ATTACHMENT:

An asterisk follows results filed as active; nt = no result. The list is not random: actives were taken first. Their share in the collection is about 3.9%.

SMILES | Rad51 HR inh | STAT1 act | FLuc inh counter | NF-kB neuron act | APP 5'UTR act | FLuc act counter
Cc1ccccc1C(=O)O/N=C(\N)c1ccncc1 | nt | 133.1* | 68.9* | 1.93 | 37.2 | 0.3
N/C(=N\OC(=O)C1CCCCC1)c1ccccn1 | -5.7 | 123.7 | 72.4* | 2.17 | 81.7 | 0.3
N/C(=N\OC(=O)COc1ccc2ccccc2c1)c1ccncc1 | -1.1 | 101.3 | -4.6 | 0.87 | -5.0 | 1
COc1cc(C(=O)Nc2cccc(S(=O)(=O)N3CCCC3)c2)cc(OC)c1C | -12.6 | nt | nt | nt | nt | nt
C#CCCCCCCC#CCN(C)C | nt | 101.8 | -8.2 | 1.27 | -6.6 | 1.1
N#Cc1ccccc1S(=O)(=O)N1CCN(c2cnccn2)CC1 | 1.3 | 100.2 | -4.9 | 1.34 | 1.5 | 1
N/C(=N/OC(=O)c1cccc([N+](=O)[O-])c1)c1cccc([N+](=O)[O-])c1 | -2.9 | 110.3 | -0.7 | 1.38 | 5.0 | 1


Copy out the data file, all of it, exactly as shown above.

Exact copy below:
An asterisk follows results filed as active; nt = no result. The list is not random: actives were taken first. Their share in the collection is about 3.9%.

SMILES | Rad51 HR inh | STAT1 act | FLuc inh counter | NF-kB neuron act | APP 5'UTR act | FLuc act counter
Cc1ccccc1C(=O)O/N=C(\N)c1ccncc1 | nt | 133.1* | 68.9* | 1.93 | 37.2 | 0.3
N/C(=N\OC(=O)C1CCCCC1)c1ccccn1 | -5.7 | 123.7 | 72.4* | 2.17 | 81.7 | 0.3
N/C(=N\OC(=O)COc1ccc2ccccc2c1)c1ccncc1 | -1.1 | 101.3 | -4.6 | 0.87 | -5.0 | 1
COc1cc(C(=O)Nc2cccc(S(=O)(=O)N3CCCC3)c2)cc(OC)c1C | -12.6 | nt | nt | nt | nt | nt
C#CCCCCCCC#CCN(C)C | nt | 101.8 | -8.2 | 1.27 | -6.6 | 1.1
N#Cc1ccccc1S(=O)(=O)N1CCN(c2cnccn2)CC1 | 1.3 | 100.2 | -4.9 | 1.34 | 1.5 | 1
N/C(=N/OC(=O)c1cccc([N+](=O)[O-])c1)c1cccc([N+](=O)[O-])c1 | -2.9 | 110.3 | -0.7 | 1.38 | 5.0 | 1